Dr. Chizea

On Thursday August 6, 2020 the Central Bank adjusted the rate of exchange from 361 to 380 to the dollar. While the rate at the parallel market is well above this rate. Discussions have since raged on whether what happened is really prize adjustment or simply out right devaluation. So for me I am reminded of the old adage; “what really is in a name”?

The CBN that owns the process has tagged it price adjustment and therefore so the matter should rest. But once you officially increase the exchange rate; that usually in common parlance is devaluation as opposed to depreciation which is the variant of loss in value which is market driven in a floating market value determination environment.
What has just happened is also to a large extent market driven. The reality on ground is that the CBN has been doing its best to stop rapid loss in value of the exchange rate mindful of its implications for price stability. Also, it is a fact that the current administration at the CBN is not particularly attracted to devaluation as a policy option going by its well informed belief that the only justification for devaluation is for a country intent on embarking on export led growth. But hitherto, the major source of foreign exchange inflow to the country is oil with its price denominated in dollars. And therefore there is no prospect of boosting foreign exchange inflow from this source adopting devaluation strategy.

But the situation is now dynamic as the oil market has confronted head winds which meant that both the quantity sold and the market price had been undermined by the Coronavirus environment. The challenge now confronting the country in this regard is that there is hardly any accretion to the reserves. The recent reported increases are due to dollar denominated transfers and loans which the country obtained to confront the pandemic induced economic paralysis.

The CBN has also dubbed what has just happened price adjustment because of the thinking and mindset which is fostered by devaluation. Devaluation is a slippery slope which once a country gets to is difficult to know when it will stop as one devaluation begets the expectations of follow up devaluation. But compatriots are free to adopt whatever nomenclature they think better describes the situation for them. Would what has happened now tantamount to an attempt to bridge the exchange rate gaps which might lead to the unification of the exchange rate? I don’t think so.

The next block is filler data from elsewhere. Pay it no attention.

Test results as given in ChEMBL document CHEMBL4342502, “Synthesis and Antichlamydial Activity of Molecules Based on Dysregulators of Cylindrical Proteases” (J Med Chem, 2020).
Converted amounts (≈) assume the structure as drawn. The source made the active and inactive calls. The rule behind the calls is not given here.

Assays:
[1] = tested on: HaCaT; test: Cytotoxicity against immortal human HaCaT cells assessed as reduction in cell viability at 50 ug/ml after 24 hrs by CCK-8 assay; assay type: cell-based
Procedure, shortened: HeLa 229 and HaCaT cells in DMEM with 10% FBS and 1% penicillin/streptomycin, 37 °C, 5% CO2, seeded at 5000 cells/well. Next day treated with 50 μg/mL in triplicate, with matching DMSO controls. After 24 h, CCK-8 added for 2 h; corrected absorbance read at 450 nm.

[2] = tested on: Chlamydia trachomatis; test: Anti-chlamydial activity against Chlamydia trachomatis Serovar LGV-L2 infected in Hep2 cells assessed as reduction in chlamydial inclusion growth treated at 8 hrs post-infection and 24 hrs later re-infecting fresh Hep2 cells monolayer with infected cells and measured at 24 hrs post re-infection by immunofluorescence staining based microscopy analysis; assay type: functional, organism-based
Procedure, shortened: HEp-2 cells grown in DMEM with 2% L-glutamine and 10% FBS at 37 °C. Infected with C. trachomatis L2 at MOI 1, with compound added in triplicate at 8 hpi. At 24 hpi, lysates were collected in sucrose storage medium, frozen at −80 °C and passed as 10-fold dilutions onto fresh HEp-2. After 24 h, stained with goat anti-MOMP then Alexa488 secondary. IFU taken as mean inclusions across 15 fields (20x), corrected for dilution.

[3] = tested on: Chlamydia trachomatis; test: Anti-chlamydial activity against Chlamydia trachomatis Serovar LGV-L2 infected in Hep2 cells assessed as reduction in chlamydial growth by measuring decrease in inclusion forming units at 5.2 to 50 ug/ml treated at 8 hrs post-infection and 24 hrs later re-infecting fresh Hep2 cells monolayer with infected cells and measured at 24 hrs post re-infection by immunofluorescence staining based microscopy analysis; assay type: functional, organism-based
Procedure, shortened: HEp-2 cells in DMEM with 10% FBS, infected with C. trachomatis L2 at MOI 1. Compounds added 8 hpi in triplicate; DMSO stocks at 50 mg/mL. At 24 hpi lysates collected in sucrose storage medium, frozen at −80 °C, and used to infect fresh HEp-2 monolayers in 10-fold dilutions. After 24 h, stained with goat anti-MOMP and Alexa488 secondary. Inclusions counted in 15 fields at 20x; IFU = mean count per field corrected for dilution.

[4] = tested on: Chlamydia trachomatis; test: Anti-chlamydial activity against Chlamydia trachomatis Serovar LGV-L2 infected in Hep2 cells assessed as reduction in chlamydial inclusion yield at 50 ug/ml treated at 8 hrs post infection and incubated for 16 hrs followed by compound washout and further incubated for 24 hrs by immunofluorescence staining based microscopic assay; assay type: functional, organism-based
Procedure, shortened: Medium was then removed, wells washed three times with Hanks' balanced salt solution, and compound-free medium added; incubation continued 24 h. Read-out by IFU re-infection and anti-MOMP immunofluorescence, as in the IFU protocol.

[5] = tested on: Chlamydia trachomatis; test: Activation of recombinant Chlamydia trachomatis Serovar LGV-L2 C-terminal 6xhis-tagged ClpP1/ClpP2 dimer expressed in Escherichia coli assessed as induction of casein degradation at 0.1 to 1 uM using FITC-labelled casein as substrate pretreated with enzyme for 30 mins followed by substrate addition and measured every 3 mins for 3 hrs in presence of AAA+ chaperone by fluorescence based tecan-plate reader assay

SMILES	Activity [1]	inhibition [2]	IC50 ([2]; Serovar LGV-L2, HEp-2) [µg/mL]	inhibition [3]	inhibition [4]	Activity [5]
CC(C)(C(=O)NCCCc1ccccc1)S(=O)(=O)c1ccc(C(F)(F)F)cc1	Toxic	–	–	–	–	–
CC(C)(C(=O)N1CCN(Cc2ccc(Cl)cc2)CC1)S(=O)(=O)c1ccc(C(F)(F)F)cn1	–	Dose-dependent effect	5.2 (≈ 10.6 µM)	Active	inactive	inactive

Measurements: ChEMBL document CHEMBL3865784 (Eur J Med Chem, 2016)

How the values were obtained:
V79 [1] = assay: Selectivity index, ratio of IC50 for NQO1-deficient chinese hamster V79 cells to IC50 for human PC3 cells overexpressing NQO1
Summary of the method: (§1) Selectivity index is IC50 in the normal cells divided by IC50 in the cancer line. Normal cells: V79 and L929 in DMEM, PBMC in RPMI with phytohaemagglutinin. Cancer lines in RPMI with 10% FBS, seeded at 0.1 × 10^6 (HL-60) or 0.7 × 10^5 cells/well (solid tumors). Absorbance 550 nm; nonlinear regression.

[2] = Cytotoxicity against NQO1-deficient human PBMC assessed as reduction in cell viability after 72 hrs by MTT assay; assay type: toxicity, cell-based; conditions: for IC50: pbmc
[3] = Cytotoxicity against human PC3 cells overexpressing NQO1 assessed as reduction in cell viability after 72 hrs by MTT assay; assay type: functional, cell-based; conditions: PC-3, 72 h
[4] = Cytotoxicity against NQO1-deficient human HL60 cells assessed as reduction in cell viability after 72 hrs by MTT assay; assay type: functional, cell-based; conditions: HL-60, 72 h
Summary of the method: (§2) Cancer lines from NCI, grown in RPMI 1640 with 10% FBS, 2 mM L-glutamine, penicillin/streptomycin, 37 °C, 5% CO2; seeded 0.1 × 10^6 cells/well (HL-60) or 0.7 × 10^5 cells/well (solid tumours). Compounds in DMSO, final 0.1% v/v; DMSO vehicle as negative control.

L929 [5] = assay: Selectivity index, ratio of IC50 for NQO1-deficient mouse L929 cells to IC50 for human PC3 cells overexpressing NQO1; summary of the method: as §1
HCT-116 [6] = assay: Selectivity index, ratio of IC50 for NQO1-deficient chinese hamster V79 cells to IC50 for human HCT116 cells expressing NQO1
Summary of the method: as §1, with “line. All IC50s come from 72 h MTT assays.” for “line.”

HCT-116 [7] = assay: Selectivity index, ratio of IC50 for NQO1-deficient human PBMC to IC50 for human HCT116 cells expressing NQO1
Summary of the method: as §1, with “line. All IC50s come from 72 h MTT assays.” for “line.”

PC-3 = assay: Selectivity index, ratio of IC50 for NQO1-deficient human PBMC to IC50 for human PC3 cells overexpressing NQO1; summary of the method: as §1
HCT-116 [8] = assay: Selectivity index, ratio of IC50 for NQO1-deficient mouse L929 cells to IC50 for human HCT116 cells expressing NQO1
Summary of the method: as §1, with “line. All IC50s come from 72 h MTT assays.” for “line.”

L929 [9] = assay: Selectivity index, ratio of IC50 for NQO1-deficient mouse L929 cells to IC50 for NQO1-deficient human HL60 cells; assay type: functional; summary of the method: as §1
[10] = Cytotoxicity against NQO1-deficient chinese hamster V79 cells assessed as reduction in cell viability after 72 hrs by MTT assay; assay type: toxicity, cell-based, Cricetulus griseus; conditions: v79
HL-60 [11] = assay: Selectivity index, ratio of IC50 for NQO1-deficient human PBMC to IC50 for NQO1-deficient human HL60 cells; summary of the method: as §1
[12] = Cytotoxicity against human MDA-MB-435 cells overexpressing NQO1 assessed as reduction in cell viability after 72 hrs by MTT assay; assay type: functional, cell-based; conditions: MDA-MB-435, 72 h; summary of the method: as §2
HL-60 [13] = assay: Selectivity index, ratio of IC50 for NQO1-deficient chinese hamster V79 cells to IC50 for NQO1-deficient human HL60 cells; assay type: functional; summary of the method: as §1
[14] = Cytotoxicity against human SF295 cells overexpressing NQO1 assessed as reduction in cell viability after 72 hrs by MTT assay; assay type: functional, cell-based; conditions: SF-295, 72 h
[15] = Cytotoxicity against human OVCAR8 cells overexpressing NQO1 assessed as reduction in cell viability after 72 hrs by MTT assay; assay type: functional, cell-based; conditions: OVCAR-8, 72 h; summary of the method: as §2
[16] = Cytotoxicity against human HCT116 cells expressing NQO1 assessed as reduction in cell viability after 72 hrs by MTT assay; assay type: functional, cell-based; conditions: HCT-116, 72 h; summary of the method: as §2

What would really result in exchange rate unification is adequate supply of foreign exchange so that at least legitimate foreign exchange demands are met at the official exchange rate window. The reality is that the only significant parameter that separates all the exchange rate windows in the country is the rate differential. So what has just happened is the CBN accepting the reality of foreign exchange crunch while attempting to make it more costly in Naira terms.

The implications of this development for the economy at large, the Small and Medium Scale enterprises is that inflationary pressures will be on the increase as the rate of exchange is a veritable factor cost. Inflationary spirals depresses purchasing power, undermine capacity utilisation, result to reduction on the levels of employment, constrain economic growth and development and generally increase the misery index in the land.
So there are no sections of the economy that will not be negatively impacted by this development. But the reality of the matter is that the Central Bank has been fighting a rear guard battle to stem the rapid fall in the rate of exchange which is increasingly becoming daunting task.

Dr. Boniface Chizea is a former banker and economic consultant